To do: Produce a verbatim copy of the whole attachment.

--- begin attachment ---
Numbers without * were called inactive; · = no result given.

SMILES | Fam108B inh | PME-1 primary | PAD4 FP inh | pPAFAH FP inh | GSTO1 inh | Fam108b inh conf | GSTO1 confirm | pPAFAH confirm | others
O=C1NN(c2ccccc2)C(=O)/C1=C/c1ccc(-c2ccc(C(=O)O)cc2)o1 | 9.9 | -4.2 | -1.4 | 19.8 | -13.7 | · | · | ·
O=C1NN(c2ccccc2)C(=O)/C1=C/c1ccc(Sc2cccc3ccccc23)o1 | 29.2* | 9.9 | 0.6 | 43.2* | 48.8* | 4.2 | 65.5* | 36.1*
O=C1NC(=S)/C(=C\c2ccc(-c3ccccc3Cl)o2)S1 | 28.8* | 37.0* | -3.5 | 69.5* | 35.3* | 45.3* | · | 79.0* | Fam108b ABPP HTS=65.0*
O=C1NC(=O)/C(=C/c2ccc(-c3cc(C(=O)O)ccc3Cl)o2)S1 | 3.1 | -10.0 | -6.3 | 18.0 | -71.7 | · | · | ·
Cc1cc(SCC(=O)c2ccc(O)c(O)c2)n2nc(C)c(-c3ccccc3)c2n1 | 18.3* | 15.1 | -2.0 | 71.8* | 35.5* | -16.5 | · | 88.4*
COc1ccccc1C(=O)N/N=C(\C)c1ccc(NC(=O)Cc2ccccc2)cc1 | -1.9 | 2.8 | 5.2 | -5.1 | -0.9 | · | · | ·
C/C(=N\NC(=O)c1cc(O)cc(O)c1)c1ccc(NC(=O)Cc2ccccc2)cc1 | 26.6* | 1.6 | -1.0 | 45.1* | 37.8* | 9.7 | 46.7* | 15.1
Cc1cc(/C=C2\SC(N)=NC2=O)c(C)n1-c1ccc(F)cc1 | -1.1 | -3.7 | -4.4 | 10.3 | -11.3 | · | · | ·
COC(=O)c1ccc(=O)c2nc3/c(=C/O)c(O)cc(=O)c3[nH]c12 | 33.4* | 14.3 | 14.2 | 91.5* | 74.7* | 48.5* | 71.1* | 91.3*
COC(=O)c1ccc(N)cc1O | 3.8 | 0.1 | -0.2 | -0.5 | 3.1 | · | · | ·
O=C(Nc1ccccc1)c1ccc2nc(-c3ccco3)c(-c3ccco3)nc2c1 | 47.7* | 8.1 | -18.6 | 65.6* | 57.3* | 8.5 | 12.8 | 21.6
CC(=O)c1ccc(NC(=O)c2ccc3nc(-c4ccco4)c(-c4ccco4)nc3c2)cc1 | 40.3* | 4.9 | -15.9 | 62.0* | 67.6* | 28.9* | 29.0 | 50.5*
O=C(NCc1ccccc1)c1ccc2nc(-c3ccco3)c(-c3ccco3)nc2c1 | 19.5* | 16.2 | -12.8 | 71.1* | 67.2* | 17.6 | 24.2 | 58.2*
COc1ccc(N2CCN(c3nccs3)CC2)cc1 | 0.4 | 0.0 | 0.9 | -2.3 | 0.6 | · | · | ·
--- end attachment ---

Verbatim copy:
Numbers without * were called inactive; · = no result given.

SMILES | Fam108B inh | PME-1 primary | PAD4 FP inh | pPAFAH FP inh | GSTO1 inh | Fam108b inh conf | GSTO1 confirm | pPAFAH confirm | others
O=C1NN(c2ccccc2)C(=O)/C1=C/c1ccc(-c2ccc(C(=O)O)cc2)o1 | 9.9 | -4.2 | -1.4 | 19.8 | -13.7 | · | · | ·
O=C1NN(c2ccccc2)C(=O)/C1=C/c1ccc(Sc2cccc3ccccc23)o1 | 29.2* | 9.9 | 0.6 | 43.2* | 48.8* | 4.2 | 65.5* | 36.1*
O=C1NC(=S)/C(=C\c2ccc(-c3ccccc3Cl)o2)S1 | 28.8* | 37.0* | -3.5 | 69.5* | 35.3* | 45.3* | · | 79.0* | Fam108b ABPP HTS=65.0*
O=C1NC(=O)/C(=C/c2ccc(-c3cc(C(=O)O)ccc3Cl)o2)S1 | 3.1 | -10.0 | -6.3 | 18.0 | -71.7 | · | · | ·
Cc1cc(SCC(=O)c2ccc(O)c(O)c2)n2nc(C)c(-c3ccccc3)c2n1 | 18.3* | 15.1 | -2.0 | 71.8* | 35.5* | -16.5 | · | 88.4*
COc1ccccc1C(=O)N/N=C(\C)c1ccc(NC(=O)Cc2ccccc2)cc1 | -1.9 | 2.8 | 5.2 | -5.1 | -0.9 | · | · | ·
C/C(=N\NC(=O)c1cc(O)cc(O)c1)c1ccc(NC(=O)Cc2ccccc2)cc1 | 26.6* | 1.6 | -1.0 | 45.1* | 37.8* | 9.7 | 46.7* | 15.1
Cc1cc(/C=C2\SC(N)=NC2=O)c(C)n1-c1ccc(F)cc1 | -1.1 | -3.7 | -4.4 | 10.3 | -11.3 | · | · | ·
COC(=O)c1ccc(=O)c2nc3/c(=C/O)c(O)cc(=O)c3[nH]c12 | 33.4* | 14.3 | 14.2 | 91.5* | 74.7* | 48.5* | 71.1* | 91.3*
COC(=O)c1ccc(N)cc1O | 3.8 | 0.1 | -0.2 | -0.5 | 3.1 | · | · | ·
O=C(Nc1ccccc1)c1ccc2nc(-c3ccco3)c(-c3ccco3)nc2c1 | 47.7* | 8.1 | -18.6 | 65.6* | 57.3* | 8.5 | 12.8 | 21.6
CC(=O)c1ccc(NC(=O)c2ccc3nc(-c4ccco4)c(-c4ccco4)nc3c2)cc1 | 40.3* | 4.9 | -15.9 | 62.0* | 67.6* | 28.9* | 29.0 | 50.5*
O=C(NCc1ccccc1)c1ccc2nc(-c3ccco3)c(-c3ccco3)nc2c1 | 19.5* | 16.2 | -12.8 | 71.1* | 67.2* | 17.6 | 24.2 | 58.2*
COc1ccc(N2CCN(c3nccs3)CC2)cc1 | 0.4 | 0.0 | 0.9 | -2.3 | 0.6 | · | · | ·